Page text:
Tom Gamboa was minding his own business as the first base coach of the Royals when he was jumped by a father-son team who attempted to beat him up, before the bonding pair themselves got a lesson in stomping by players. Ligue asserts Gamboa gave him the finger in response to some heckling. I don’t think that qualifies as ‘fighting words,’ or is really even relevant.
William Ligue Jr. did not get sent to jail last week. The judge instead sentenced him to 30 months of probation.
I’ve had a lot of jobs in my life, but I’ve never been a lawyer, or a judge. Yet even I can see that Judge Leo Holt has made a bad decision, based on flawed reasoning, and while one bad judicial decision may not affect the country (unless it involves an election), I worry about what this one means.
Judge Holt: “The violence that baseball players are exposed to comes from within. What fan has not seen a pitcher intentionally hurl a baseball at a player’s head at 90 miles per hour? Who has not seen a batter leave home plate headed for the pitcher’s mound bat in hand bent on mischief and mayhem?”
I understand what he means. And yet, the issue of on-field conflict is something baseball has struggled to control. Intent is difficult to determine when pitchers throw inside, and baseball’s tried to strike a balance between letting the game play itself out and deterring on-field confrontations. You see this balance every time an ump decides to warn both benches, attempting to stave off further beanings at the cost of dramatically changing where pitches and even game strategy can go.
This is a bad argument, though. If a fan on the street strikes a boxer, that’s still assault. It’s also pretty stupid, but stay with me for a second. If the fan in the stands shoots a boxer between rounds, he certainly wouldn’t be acquitted because boxing is an inherently violent sport. If Ligue and his young charge had come out of a bar in Chicago and beaten up Gamboa on the street, would Holt have decided the sentencing differently?
While circumstances certainly play a part in any case, there’s no way that a confrontation between two players over a brushback excuses fans rushing the field with the intent of beating down anyone.
Judge Holt: “What is the expected conduct of fans who sit for two or three hours drinking unlimited quantities of beer? How did Comiskey Park come to be known as the world’s largest outdoor saloon?”
Comiskey Park isn’t known as the world’s largest outdoor saloon any more than Wrigley Field, or Yankee Stadium, or indoor sports stadiums are known as large bars.
And the expected conduct of fans who sit drinking? It’s no different than the expected conduct of fans who sit drinking in bars, or restaurants, or even at home: to obey the law. To not try and beat the crap out of other people.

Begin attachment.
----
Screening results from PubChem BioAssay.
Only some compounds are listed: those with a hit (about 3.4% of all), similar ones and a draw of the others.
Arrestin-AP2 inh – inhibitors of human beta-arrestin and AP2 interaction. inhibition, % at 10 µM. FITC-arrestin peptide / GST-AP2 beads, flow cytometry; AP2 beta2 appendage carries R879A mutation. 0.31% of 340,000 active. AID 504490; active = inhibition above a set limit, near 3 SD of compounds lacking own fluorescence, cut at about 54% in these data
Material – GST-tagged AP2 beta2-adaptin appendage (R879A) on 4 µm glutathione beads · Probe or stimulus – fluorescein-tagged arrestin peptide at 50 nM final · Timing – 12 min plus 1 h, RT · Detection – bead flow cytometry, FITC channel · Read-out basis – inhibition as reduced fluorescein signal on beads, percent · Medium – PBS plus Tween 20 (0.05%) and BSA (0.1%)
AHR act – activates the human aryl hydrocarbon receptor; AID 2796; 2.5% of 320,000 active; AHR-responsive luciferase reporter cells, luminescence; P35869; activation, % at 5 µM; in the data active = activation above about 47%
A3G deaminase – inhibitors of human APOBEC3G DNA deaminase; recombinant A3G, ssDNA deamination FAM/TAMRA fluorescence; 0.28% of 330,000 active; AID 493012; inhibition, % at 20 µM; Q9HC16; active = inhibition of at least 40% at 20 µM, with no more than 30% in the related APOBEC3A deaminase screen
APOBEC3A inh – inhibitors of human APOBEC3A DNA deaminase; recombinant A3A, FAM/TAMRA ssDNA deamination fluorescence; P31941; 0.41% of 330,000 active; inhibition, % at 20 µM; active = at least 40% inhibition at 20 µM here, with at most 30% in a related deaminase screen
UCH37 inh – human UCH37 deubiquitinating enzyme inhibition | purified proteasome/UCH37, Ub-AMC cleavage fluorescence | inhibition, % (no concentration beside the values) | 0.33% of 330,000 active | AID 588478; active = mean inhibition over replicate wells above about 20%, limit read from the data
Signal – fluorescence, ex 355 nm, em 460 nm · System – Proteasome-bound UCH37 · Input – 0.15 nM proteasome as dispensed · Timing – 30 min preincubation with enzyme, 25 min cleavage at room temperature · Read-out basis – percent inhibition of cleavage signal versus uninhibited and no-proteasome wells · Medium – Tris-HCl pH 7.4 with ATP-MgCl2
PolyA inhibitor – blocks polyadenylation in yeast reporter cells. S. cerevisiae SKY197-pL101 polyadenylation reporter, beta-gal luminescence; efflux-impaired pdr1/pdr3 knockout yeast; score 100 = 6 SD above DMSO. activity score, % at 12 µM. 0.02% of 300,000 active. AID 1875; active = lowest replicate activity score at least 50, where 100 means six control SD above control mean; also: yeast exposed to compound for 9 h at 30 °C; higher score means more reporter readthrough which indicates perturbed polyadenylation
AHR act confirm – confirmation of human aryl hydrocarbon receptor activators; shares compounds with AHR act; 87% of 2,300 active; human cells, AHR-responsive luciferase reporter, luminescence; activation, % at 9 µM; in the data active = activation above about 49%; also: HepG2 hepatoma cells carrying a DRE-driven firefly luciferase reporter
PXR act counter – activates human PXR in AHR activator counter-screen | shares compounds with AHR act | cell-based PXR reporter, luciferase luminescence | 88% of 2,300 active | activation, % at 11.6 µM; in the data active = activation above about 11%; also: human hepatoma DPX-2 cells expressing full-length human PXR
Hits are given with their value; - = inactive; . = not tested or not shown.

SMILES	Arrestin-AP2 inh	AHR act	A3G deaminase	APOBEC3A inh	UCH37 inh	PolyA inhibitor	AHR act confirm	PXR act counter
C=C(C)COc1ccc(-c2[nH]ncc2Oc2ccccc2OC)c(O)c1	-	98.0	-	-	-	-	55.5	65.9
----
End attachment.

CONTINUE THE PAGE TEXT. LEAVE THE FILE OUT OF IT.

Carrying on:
There is an angle here that has been overlooked: Holt’s sentence does require Ligue to clearly admit he has an addiction problem (he’s admitted drug and alcohol abuse, and has several drunk driving convictions), and the sentence requires him to continue attending drug and alcohol counseling. But if Holt’s intent was to encourage Ligue to continue to fight his personal demons, there’s another solution–give him a suspended sentence. Tag Ligue with a jail term and hang it over his head. That’s motivation, and as an added bonus you get the deterrent: the press can report on the 30-day jail sentence Ligue got, even if it’s still dicey that he’d be forced to serve it. People read ‘probation’ and think Ligue got off scot-free. I understand that perception should hardly enter into sentencing, and yet this would seem to serve as a good compromise for everyone involved, giving baseball something to point to as what’ll happen the next time some idiot tries to jump an unsuspecting player, coach, or umpire on the field.
And even here, though, Holt goes wrong:
“A sentence of probation should not be viewed as a pass or a slap on the wrist. The defendant is a convicted felon. He will bear that stigma for the balance of his life.”
Ligue is a convicted felon because he previously committed burglary. Should prior convictions excuse future conduct from punishment? Can I get off free on any future speeding tickets because I got a whopper back in 1992 when I was a reckless teenager and drove home from Target way too fast one night in Tukwila, city of dark-colored police cruisers?
No. In fact, it’s such a ridiculous argument I’m not even going to try it if I ever get another ticket.
It’s easy to get too involved in a story, as it seems Judge Hold did, to look at every circumstance and the setting, to find a thousand secondary contributors and triggers. It’s but for the grace of genetics that many of us don’t fight the same addiction problems Ligue does. None of this means that Ligue stayed in his seat, and committed no crime.
This decision will encourage players and other on-field personnel to make themselves the deterrent. If the players feel that they’re in danger from fans, and that the legal system won’t protect them, they’re going to protect themselves.
I was appalled at how badly Ligue got beaten after he was subdued. The next guy who goes on to a field and heads towards a player is going to wish he got a beating that was “only” that bad, and then perhaps we’ll see the players prosecuted as well, all because a judge in Chicago wanted to make his own statements about the state of baseball.
Thank you for reading
This is a free article. If you enjoyed it, consider subscribing to Baseball Prospectus. Subscriptions support ongoing public baseball research and analysis in an increasingly proprietary environment.Subscribe now